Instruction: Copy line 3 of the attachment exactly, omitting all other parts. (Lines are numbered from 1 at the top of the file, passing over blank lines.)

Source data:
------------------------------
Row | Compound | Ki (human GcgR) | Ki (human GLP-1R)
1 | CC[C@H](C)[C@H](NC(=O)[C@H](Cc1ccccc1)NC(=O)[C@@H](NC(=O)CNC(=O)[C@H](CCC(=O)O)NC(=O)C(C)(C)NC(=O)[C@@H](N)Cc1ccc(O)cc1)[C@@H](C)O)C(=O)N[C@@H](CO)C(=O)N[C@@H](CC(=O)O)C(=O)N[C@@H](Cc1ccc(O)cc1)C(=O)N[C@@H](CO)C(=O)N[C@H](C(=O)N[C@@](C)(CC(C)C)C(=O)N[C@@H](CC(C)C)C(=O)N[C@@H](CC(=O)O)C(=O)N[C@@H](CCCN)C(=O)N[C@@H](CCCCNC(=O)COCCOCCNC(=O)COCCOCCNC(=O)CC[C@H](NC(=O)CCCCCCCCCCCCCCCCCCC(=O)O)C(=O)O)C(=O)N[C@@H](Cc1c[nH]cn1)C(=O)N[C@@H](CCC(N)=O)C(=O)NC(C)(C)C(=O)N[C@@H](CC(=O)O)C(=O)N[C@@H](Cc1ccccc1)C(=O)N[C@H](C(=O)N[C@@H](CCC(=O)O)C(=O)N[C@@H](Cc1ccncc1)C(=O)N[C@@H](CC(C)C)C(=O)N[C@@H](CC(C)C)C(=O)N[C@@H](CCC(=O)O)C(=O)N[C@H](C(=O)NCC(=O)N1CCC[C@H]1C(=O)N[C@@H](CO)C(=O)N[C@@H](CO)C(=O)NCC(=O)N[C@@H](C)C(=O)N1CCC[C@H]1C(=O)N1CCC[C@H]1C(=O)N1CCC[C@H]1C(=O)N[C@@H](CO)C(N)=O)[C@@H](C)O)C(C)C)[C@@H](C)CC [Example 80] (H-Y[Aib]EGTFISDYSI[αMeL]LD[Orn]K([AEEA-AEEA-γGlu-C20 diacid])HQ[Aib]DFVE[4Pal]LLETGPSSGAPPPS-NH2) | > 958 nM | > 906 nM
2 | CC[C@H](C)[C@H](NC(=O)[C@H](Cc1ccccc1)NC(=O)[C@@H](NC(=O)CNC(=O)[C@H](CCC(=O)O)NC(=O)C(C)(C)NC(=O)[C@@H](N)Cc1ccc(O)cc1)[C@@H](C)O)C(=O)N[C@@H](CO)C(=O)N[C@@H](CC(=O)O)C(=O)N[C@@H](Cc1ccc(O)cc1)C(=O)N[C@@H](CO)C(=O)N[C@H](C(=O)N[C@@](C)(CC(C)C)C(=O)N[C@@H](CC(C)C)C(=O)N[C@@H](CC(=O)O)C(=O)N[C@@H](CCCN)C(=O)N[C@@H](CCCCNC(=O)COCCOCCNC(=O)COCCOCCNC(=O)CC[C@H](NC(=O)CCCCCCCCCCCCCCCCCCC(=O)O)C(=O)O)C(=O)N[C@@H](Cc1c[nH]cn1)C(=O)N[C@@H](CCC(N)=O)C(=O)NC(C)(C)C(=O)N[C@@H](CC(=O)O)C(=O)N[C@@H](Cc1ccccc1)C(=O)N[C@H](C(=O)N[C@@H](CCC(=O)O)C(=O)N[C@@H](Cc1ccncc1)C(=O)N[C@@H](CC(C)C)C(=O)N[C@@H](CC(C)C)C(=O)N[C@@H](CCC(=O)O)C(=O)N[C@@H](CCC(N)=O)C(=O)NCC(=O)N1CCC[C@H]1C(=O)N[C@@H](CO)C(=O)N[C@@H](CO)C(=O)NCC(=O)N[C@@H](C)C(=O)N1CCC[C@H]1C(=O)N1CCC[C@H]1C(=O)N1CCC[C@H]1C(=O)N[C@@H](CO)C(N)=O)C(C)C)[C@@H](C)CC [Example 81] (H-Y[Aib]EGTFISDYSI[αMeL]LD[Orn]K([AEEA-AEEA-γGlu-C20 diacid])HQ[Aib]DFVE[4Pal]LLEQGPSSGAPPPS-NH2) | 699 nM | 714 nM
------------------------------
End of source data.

2 | CC[C@H](C)[C@H](NC(=O)[C@H](Cc1ccccc1)NC(=O)[C@@H](NC(=O)CNC(=O)[C@H](CCC(=O)O)NC(=O)C(C)(C)NC(=O)[C@@H](N)Cc1ccc(O)cc1)[C@@H](C)O)C(=O)N[C@@H](CO)C(=O)N[C@@H](CC(=O)O)C(=O)N[C@@H](Cc1ccc(O)cc1)C(=O)N[C@@H](CO)C(=O)N[C@H](C(=O)N[C@@](C)(CC(C)C)C(=O)N[C@@H](CC(C)C)C(=O)N[C@@H](CC(=O)O)C(=O)N[C@@H](CCCN)C(=O)N[C@@H](CCCCNC(=O)COCCOCCNC(=O)COCCOCCNC(=O)CC[C@H](NC(=O)CCCCCCCCCCCCCCCCCCC(=O)O)C(=O)O)C(=O)N[C@@H](Cc1c[nH]cn1)C(=O)N[C@@H](CCC(N)=O)C(=O)NC(C)(C)C(=O)N[C@@H](CC(=O)O)C(=O)N[C@@H](Cc1ccccc1)C(=O)N[C@H](C(=O)N[C@@H](CCC(=O)O)C(=O)N[C@@H](Cc1ccncc1)C(=O)N[C@@H](CC(C)C)C(=O)N[C@@H](CC(C)C)C(=O)N[C@@H](CCC(=O)O)C(=O)N[C@@H](CCC(N)=O)C(=O)NCC(=O)N1CCC[C@H]1C(=O)N[C@@H](CO)C(=O)N[C@@H](CO)C(=O)NCC(=O)N[C@@H](C)C(=O)N1CCC[C@H]1C(=O)N1CCC[C@H]1C(=O)N1CCC[C@H]1C(=O)N[C@@H](CO)C(N)=O)C(C)C)[C@@H](C)CC [Example 81] (H-Y[Aib]EGTFISDYSI[αMeL]LD[Orn]K([AEEA-AEEA-γGlu-C20 diacid])HQ[Aib]DFVE[4Pal]LLEQGPSSGAPPPS-NH2) | 699 nM | 714 nM